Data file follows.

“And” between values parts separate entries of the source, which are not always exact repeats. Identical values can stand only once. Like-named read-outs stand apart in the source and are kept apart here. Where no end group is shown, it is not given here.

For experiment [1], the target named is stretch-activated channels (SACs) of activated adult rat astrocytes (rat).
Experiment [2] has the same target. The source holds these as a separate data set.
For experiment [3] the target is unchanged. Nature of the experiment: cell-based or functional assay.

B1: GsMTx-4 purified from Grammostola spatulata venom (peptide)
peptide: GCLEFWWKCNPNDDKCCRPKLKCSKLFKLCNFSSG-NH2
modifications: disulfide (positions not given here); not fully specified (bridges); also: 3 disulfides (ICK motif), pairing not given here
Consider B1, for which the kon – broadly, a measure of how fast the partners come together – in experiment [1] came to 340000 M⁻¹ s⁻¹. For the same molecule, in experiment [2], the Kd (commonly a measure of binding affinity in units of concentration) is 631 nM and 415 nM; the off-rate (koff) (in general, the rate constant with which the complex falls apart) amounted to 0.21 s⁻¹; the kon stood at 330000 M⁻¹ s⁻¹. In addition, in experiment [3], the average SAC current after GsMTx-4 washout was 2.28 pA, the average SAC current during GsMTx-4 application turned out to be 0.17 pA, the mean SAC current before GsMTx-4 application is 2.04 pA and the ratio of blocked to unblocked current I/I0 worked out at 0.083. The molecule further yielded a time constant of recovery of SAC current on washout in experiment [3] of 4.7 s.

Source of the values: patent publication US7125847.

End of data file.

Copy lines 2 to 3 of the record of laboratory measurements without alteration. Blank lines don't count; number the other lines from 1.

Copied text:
For experiment [1], the target named is stretch-activated channels (SACs) of activated adult rat astrocytes (rat).
Experiment [2] has the same target. The source holds these as a separate data set.